nep-env New Economics Papers
on Environmental Economics
Issue of 2013‒09‒28
fourteen papers chosen by
Francisco S.Ramos
Federal University of Pernambuco

  1. Ranking Distributions of Environmental Outcomes Across Population Groups By Glenn Sheriff; Kelly B. Maguire
  2. What do Environmental and Resource Economists Think? Results from a Survey of AERE Members By Timothy C. Haab; John C. Whitehead
  3. Modified Ramsey Discounting for Climate Change By Richard S.J. Tol
  4. Agri-Environmental Policy Effects at Producer Level - Identification and Measurement By Sauer, Johannes; Walsh, John; Zilberman, David
  5. Can Property Values Capture Changes in Environmental Health Risks? Evidence from a Stated Preference Study in Italy and the UK By Dennis Guignet; Anna Alberini
  6. Union of the Comoros: Poverty Reduction Strategy Paper—Review of the Second Year of Implementation By International Monetary Fund. African Dept.
  7. Corruption, Entry and Pollution By Eleni Stathopoulou; Dimitrios Varvarigos
  8. EU ETS Phase 3 benchmarks: Implications and potential flaws By Stephen Lecourt
  9. Dryland Pastoral Systems in Transition: What are the Options for Institutional Change in Uzbekistan? By Shaumarov, Makhmud; Birner, Regina
  10. A Construção de Grandes Barragens no Brasil, na China e na Índia: Similitudes e Peculiaridades Dos Processos de Licenciamento Ambiental em Países Emergentes By Igor Ferraz da Fonseca
  11. Social Life Cycle Assessment: Eine sozioökonomische Analyse der Biogasproduktion By Henke, Sören; Theuvsen, Ludwig
  12. Nachhaltigkeit in der nordrheinwestfälischen Lebensmittelindustrie: Qualitative Analyse der zugrunde liegenden Motivationen und Barrieren By Rickert, Stephan
  13. An overview of CO2 cost pass-through to electricity prices in Europe. By Jouvet, Pierre-André; Solier, Boris
  14. Can Indifference Make the World Greener? By Egebark, Johan; Ekström, Mathias

  1. By: Glenn Sheriff; Kelly B. Maguire
    Abstract: This paper develops methods for evaluating distributional impacts of alternative environmental policies across demographic groups. The income inequality literature provides a natural methodological toolbox for comparing distributions of environmental outcomes. We show that the most commonly used inequality indexes, such as the Atkinson index, have theoretical properties that make them inappropriate for analyzing bads, like pollution, as opposed to goods, like income. We develop a transformation of the Atkinson index suitable for analyzing bad outcomes. We also show how the rarely used Kolm-Pollak index is particularly convenient for ranking distributions of both good and bad health and environmental outcomes. We demonstrate these methods in the context of emissions standards affecting indoor air quality.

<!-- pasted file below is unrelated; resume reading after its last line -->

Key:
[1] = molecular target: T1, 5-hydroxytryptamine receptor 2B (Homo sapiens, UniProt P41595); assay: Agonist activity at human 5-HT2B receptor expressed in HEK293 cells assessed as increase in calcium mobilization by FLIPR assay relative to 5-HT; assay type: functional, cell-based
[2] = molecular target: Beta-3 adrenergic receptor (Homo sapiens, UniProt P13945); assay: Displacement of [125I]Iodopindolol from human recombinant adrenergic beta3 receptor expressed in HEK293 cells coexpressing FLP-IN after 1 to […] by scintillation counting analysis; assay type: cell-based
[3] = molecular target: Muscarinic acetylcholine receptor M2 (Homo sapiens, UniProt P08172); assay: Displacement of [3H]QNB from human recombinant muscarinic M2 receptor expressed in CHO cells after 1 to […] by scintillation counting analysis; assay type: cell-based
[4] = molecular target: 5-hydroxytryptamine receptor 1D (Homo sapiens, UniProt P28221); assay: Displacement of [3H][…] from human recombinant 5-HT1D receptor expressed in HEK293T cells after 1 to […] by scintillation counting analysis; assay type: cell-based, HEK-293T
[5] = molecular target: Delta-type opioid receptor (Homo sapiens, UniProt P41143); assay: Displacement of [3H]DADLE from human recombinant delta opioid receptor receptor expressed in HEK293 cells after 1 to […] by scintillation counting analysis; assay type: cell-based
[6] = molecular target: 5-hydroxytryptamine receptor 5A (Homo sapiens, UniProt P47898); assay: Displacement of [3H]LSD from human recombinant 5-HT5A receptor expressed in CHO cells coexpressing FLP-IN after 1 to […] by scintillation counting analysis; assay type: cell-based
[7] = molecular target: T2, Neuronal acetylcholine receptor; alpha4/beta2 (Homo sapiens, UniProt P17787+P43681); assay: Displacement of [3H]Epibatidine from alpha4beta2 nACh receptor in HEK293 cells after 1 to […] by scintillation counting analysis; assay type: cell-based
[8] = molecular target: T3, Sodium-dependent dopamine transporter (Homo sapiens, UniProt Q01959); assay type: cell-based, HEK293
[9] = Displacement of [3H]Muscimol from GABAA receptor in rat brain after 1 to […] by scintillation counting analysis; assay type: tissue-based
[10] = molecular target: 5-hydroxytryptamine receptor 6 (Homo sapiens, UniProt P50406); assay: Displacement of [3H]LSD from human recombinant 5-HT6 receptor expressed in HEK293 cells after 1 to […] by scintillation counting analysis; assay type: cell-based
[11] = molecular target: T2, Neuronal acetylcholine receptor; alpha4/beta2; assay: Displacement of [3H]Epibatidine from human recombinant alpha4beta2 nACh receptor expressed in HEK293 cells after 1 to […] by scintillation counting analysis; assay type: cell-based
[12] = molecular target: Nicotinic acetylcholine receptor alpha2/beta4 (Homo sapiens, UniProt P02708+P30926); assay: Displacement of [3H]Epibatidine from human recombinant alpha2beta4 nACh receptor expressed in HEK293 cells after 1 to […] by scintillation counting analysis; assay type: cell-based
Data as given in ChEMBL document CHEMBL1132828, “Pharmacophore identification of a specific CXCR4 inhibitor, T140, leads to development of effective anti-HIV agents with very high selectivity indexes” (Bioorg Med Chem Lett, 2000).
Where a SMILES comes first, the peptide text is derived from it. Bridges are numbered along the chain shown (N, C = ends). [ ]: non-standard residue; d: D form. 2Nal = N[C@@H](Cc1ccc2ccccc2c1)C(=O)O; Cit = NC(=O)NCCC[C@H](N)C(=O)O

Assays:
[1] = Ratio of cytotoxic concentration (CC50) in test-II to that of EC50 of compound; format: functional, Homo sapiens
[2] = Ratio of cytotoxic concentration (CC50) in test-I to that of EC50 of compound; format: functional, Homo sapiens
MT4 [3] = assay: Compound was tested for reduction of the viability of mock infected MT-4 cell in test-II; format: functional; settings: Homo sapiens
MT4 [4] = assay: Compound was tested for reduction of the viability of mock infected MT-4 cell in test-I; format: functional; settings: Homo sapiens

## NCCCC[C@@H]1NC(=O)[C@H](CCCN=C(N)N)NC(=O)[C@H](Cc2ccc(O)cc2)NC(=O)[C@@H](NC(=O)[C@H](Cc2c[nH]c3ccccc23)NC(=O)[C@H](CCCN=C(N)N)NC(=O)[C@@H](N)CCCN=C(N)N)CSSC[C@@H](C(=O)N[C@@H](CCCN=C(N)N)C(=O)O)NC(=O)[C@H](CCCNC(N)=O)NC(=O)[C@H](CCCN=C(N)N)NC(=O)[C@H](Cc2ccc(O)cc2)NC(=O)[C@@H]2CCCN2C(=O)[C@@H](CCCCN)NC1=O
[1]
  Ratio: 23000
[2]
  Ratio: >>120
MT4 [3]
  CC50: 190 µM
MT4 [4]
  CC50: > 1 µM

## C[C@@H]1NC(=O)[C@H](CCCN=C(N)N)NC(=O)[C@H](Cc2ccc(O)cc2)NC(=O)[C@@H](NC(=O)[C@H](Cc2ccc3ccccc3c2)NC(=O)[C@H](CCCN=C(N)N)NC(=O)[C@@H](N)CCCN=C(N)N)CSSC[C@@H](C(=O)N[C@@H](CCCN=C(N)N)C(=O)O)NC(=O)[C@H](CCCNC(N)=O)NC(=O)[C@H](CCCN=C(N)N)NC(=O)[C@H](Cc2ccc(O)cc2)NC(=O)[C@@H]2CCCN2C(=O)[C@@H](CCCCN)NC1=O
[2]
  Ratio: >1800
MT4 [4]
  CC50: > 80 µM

Keywords: environmental justice, distributional analysis, inequality indexes, Lorenz curves, benefit-cost analysis
    JEL: D61 D63 Q52 Q56
    Date: 2013–08
  2. By: Timothy C. Haab; John C. Whitehead
    Abstract: In this paper we present results from an opinion survey of Association of Environmental and Resource Economists members concerning issues ranging from basic market failure propositions to current policy questions to environmental behavior. The topical issues considered span the discipline including air and water pollution, sustainability, fishery, forestry and energy economics. We use entropy analysis to determine issues where there is consensus and multivariate analysis of the determinants of opinions. We find that AERE members reach consensus on a number of items of opinion and there are a number of items for which consensus is more difficult to reach. We find that agreement with items of opinion is influenced by noneconomic factors: concern about the environment and natural resources, political ideology, gender, the number of children in the household and United States residence. Key Words:
    Date: 2013